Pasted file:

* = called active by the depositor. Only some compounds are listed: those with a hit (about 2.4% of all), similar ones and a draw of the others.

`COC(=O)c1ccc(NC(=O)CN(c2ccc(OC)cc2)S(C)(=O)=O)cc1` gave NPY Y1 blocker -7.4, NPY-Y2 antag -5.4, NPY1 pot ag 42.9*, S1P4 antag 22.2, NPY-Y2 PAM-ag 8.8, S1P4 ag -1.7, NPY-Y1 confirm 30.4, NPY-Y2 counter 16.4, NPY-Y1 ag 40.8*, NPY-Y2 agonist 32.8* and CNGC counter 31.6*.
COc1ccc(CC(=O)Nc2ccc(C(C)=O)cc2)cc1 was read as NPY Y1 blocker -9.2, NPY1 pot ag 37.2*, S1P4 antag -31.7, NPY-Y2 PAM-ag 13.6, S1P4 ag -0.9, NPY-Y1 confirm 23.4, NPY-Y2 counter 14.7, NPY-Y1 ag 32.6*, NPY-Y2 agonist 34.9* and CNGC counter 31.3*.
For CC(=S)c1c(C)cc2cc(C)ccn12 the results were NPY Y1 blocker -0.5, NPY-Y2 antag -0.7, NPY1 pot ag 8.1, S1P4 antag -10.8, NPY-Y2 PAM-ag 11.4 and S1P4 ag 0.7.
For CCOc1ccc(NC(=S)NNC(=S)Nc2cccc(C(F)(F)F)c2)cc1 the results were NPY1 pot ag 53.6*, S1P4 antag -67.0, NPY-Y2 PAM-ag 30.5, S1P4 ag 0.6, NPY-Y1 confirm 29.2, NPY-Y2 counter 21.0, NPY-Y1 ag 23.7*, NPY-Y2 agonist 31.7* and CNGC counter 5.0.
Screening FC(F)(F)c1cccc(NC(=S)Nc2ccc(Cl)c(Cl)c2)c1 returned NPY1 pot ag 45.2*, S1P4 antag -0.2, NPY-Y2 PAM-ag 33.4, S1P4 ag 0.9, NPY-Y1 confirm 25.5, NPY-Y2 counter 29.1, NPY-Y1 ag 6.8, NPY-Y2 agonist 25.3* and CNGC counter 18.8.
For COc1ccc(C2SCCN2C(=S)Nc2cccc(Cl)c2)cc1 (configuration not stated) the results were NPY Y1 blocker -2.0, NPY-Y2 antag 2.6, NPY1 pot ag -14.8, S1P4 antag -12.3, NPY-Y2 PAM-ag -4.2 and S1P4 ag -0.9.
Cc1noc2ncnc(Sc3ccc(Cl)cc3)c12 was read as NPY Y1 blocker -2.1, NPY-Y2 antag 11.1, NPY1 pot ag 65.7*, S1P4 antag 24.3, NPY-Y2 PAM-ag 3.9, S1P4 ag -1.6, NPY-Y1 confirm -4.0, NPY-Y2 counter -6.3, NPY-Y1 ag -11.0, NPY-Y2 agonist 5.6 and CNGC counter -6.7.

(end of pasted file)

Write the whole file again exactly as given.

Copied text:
* = called active by the depositor. Only some compounds are listed: those with a hit (about 2.4% of all), similar ones and a draw of the others.

`COC(=O)c1ccc(NC(=O)CN(c2ccc(OC)cc2)S(C)(=O)=O)cc1` gave NPY Y1 blocker -7.4, NPY-Y2 antag -5.4, NPY1 pot ag 42.9*, S1P4 antag 22.2, NPY-Y2 PAM-ag 8.8, S1P4 ag -1.7, NPY-Y1 confirm 30.4, NPY-Y2 counter 16.4, NPY-Y1 ag 40.8*, NPY-Y2 agonist 32.8* and CNGC counter 31.6*.
COc1ccc(CC(=O)Nc2ccc(C(C)=O)cc2)cc1 was read as NPY Y1 blocker -9.2, NPY1 pot ag 37.2*, S1P4 antag -31.7, NPY-Y2 PAM-ag 13.6, S1P4 ag -0.9, NPY-Y1 confirm 23.4, NPY-Y2 counter 14.7, NPY-Y1 ag 32.6*, NPY-Y2 agonist 34.9* and CNGC counter 31.3*.
For CC(=S)c1c(C)cc2cc(C)ccn12 the results were NPY Y1 blocker -0.5, NPY-Y2 antag -0.7, NPY1 pot ag 8.1, S1P4 antag -10.8, NPY-Y2 PAM-ag 11.4 and S1P4 ag 0.7.
For CCOc1ccc(NC(=S)NNC(=S)Nc2cccc(C(F)(F)F)c2)cc1 the results were NPY1 pot ag 53.6*, S1P4 antag -67.0, NPY-Y2 PAM-ag 30.5, S1P4 ag 0.6, NPY-Y1 confirm 29.2, NPY-Y2 counter 21.0, NPY-Y1 ag 23.7*, NPY-Y2 agonist 31.7* and CNGC counter 5.0.
Screening FC(F)(F)c1cccc(NC(=S)Nc2ccc(Cl)c(Cl)c2)c1 returned NPY1 pot ag 45.2*, S1P4 antag -0.2, NPY-Y2 PAM-ag 33.4, S1P4 ag 0.9, NPY-Y1 confirm 25.5, NPY-Y2 counter 29.1, NPY-Y1 ag 6.8, NPY-Y2 agonist 25.3* and CNGC counter 18.8.
For COc1ccc(C2SCCN2C(=S)Nc2cccc(Cl)c2)cc1 (configuration not stated) the results were NPY Y1 blocker -2.0, NPY-Y2 antag 2.6, NPY1 pot ag -14.8, S1P4 antag -12.3, NPY-Y2 PAM-ag -4.2 and S1P4 ag -0.9.
Cc1noc2ncnc(Sc3ccc(Cl)cc3)c12 was read as NPY Y1 blocker -2.1, NPY-Y2 antag 11.1, NPY1 pot ag 65.7*, S1P4 antag 24.3, NPY-Y2 PAM-ag 3.9, S1P4 ag -1.6, NPY-Y1 confirm -4.0, NPY-Y2 counter -6.3, NPY-Y1 ag -11.0, NPY-Y2 agonist 5.6 and CNGC counter -6.7.